In recognition of ever growing cross-border sales, the U.S. recently expanded its design protection laws to make it easier to file a single application in multiple jurisdictions.  Read on if you deal with products that could benefit from design protection outside the U.S.

As of May 13, 2015, filers of design patent applications can elect to have their application evaluated under a new international treaty system.  The Hague System for the International Registration of Industrial Designs provides a practical business solution for registering up to 100 designs in over 64 territories through filing one single international application.  . 

The Hague System is directed to the ornamental design of a product or component.  In the U.S., this type of protection is called a Design Patent.  Other countries call it Industrial Design Protection.  Whatever the name, this type of design protection is different and can be addition to utility patent protection governing a product’s function or how it is made. 

So when should someone elect the Hague System when applying for a U.S. Design Patent?  The primary reason is when sales are anticipated in other jurisdictions covered by the Hague System, e.g., Europe, S. Korea, Singapore, Japan.  The Hague System application is intended to result in lower government fees if seeking protection in several member countries.  Also, applications filed under the Hague System will be made public through publication six months after filing, regardless of whether a patent is ever granted.  Where the ornamental design is the key feature, publication provides several benefits: early notice to competition, the potential availability of additional right to damages for pre-grant infringement, and the creation of more easily accessible prior art for use by Examiners to reject similar later-filed designs.  Not all countries have joined the Hague System, most notably Canada and China.  Therefore obtaining design protection in those countries will still require retaining local counsel to file country specific applications.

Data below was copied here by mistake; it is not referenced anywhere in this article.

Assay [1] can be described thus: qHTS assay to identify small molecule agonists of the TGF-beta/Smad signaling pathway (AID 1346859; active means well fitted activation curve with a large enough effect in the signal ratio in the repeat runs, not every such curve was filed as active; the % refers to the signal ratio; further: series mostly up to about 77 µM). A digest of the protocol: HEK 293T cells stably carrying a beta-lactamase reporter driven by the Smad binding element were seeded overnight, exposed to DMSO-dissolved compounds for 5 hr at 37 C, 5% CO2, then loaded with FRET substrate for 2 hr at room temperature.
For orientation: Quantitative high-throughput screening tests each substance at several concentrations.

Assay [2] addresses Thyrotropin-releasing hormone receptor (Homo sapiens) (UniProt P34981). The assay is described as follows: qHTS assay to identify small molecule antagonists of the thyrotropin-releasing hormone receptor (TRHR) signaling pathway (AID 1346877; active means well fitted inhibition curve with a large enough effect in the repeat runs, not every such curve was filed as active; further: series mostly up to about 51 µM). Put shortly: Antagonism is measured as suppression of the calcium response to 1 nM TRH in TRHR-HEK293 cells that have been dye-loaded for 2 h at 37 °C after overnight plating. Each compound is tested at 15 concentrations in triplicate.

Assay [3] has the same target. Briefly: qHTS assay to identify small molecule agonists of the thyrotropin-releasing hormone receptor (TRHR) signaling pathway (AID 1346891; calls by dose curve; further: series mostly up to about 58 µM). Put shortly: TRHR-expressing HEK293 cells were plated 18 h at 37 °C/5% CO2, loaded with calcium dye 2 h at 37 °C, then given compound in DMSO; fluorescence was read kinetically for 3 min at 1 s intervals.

When will a traditional U.S. design patent application be the best choice?  Some design applications are filed as a low-cost alternative to a utility patent application to quickly achieve “patent pending” status.  In this situation, the traditional application is still the best.  Traditional U.S. design applications are not published until they are issued, often at least 12 to 18 months after filing, if not longer.  This secrecy can work to the Applicant’s advantage by keeping their competition unaware of the scope of the “patent pending.”  A traditional application is also a few  hundred dollars cheaper than a similar Hague System application.  Therefore, if protection is only desired in the United States, or in the U.S. and other non-Hague counties only, the traditional U.S. design application is likely preferred.

What else should I know?  In order to more closely harmonize U.S. law with rights provided in other member countries, all U.S. design patents issuing from applications filed after May 13, 2015, whether filed as a traditional application or a Hague System application, will be entitled to a 15 year term from the patent’s issue date.  This 15 year term is one year longer than the previously applied 14 year term.  The USPTO has not yet applied this additional year of protection to current active design patents or to pending applications filed prior to May 13, 2015.